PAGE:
Similar to NCM, SolarWinds® Network Performance Monitor (NPM) offers a wide range of capabilities that enable network administrators to effectively monitor and manage their network, but this platform emphasizes performance. NPM utilizes SNMP monitoring, flow-based analysis, and packet capture to gather data and generate intuitive visualizations, allowing administrators to quickly identify and troubleshoot network issues. The solution offers customizable dashboards, alerts, and reports, enabling users to proactively detect and resolve performance bottlenecks, optimize network resources, and ensure service availability.

Learn More                                                                             Download Free Trial

3.   SolarWinds Hybrid Cloud Observability (Free Trial)

©2023 SolarWinds Worldwide, LLC. All rights reserved.

With SolarWinds® Hybrid Cloud Observability, users can gain real-time visibility into cloud infrastructure, containers, microservices, and applications, enabling them to proactively identify and troubleshoot issues before they impact the end-user experience. Offering advanced analytics and correlation capabilities, administrators can correlate metrics, logs, and traces to pinpoint the root cause of performance problems.

Additionally, Hybrid Cloud Observability provides intelligent alerts, customizable dashboards, and detailed reports to help organizations optimize resource allocation, ensure compliance, and deliver high-quality services. With SolarWinds Hybrid Cloud Observability, you can achieve greater control and agility over your organization’s hybrid cloud environments, leading to improved application performance and enhanced operational efficiency.

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4.   ManageEngine OpManager

© 2023 Zoho Corporation Pvt. Ltd. All rights reserved.

ManageEngine OpManager is another option to consider when searching for a network management solution that covers all your bases, including fault identification, network provisioning, performance management, and Quality of Service (QoS) maintenance. It begins by automatically discovering network devices and mapping their interconnections to give you accurate, real-time network topologies. OpManager also comes with more than 150 pre-built reports covering everything from bandwidth usage to available CPU space, so you can ensure your network has the capacity to perform the operations you need it to.

OpManager also lets users proactively detect and resolve network issues with responsive threshold-configured alerts. Harness inbuilt tools like ping, MIB browser, and remote control, to handle issues before they escalate.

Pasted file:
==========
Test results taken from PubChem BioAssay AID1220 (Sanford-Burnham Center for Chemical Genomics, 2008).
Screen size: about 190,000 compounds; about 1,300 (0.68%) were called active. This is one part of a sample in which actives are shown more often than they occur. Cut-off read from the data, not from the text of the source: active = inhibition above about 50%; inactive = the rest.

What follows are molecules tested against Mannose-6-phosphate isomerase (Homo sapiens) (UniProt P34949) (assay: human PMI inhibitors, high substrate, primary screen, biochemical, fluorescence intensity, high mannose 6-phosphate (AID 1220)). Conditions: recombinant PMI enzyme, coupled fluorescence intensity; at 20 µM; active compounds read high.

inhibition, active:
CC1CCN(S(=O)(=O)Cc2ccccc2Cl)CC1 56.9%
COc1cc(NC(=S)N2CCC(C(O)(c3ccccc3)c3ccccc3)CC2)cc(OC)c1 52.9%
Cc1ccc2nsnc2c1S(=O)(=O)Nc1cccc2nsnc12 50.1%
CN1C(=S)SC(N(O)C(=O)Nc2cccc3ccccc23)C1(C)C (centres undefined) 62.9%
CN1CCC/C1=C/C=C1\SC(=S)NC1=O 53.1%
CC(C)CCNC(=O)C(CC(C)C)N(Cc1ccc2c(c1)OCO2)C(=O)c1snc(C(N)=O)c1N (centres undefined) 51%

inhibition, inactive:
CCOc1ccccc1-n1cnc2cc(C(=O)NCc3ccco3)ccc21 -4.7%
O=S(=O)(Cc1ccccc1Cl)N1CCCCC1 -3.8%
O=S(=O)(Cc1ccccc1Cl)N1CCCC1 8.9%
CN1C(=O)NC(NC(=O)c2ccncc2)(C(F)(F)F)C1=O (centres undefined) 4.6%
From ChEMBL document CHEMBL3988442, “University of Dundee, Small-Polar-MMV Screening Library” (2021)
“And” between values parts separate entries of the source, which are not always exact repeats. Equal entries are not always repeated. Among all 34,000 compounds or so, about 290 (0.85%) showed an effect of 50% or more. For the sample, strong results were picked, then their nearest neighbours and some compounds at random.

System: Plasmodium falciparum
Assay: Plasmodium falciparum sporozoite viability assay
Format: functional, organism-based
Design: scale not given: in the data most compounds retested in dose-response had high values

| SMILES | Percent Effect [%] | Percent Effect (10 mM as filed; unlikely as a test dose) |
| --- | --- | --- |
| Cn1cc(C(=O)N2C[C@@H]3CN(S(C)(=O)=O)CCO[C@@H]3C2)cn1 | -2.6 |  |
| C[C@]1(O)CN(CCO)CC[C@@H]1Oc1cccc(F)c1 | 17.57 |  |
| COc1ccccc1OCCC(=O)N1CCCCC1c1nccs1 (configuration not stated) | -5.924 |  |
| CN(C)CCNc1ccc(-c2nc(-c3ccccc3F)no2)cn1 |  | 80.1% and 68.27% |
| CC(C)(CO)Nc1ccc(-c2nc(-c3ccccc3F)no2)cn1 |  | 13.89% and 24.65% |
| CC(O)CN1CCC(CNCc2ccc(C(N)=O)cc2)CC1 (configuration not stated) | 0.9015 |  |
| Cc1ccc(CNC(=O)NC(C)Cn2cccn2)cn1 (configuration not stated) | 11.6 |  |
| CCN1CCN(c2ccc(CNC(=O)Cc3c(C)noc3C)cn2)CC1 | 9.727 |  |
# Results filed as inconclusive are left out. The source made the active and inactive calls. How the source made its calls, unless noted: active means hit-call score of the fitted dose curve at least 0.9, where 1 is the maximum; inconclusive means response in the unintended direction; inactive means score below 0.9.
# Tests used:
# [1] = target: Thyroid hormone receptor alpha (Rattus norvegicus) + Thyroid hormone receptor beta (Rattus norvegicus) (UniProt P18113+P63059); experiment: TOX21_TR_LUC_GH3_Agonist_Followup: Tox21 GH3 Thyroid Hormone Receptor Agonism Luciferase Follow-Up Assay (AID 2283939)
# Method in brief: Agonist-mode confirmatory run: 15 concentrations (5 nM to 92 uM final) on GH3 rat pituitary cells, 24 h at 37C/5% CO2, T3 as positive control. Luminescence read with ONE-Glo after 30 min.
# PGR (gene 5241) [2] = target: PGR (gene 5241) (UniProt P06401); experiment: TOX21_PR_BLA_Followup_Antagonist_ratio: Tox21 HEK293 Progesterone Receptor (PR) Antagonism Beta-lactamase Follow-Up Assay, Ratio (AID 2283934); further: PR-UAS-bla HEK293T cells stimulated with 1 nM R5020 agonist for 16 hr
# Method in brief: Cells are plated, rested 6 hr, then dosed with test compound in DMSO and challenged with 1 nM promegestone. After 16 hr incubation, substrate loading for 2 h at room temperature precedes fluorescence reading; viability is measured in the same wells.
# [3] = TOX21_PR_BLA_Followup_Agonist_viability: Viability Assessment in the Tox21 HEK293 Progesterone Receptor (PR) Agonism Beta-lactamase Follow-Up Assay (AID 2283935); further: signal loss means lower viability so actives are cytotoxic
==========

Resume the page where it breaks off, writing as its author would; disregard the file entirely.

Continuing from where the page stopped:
5.   Paessler PRTG

©2023 Paessler AG

For alternative all-in-one network management software options, Paessler PRTG offers several tiers of products to suit your business needs. At its core, PRTG offers a unified and centralized view of your entire network, supporting a wide range of monitoring methods, including SNMP, WMI, and packet sniffing. Customizable dashboards, maps, and reports, give users a visual point of reference for analyzing network performance metrics and trends.

PRTG also includes powerful sensor-based monitoring, providing granular insights into various aspects of the network, such as bandwidth usage, server health, and application performance.

6.   Datadog

©2023 Datadog

Datadog is a centralized monitoring and analytics platform that offers a wide range of capabilities to help organizations gain deep visibility into their IT infrastructure. With Datadog, users can monitor and collect metrics, logs, and traces across the full devops stack. With end-to-end visibility into today’s applications, you can track requests from systems, monitor app performance, and record error rates with ease.

7.   Auvik

© Copyright 2013-2023 Auvik Networks Inc. All rights reserved.

Providing all that you need in a simple, central interface, Auvik is a choice for organizations who want straightforward analytics that focus on general network information. It comes with over 50 industry-compliant preconfigured alerts, or customizable templates to align with your organization’s priorities. Review current or historical data regarding device performance, setting history, and more for a full-picture analysis of your network’s functionality.

Network Management Can Be Simple

While managing a complex, large network might sound difficult, you’ll be well on your way to running everything smoothly by understanding the basics of how a network functions. Automating parts of your network by making use of network configuration and performance managers can free up time for more urgent matters. They’ll also help ensure you keep your network in top shape and free from issues that could affect your business quality of service.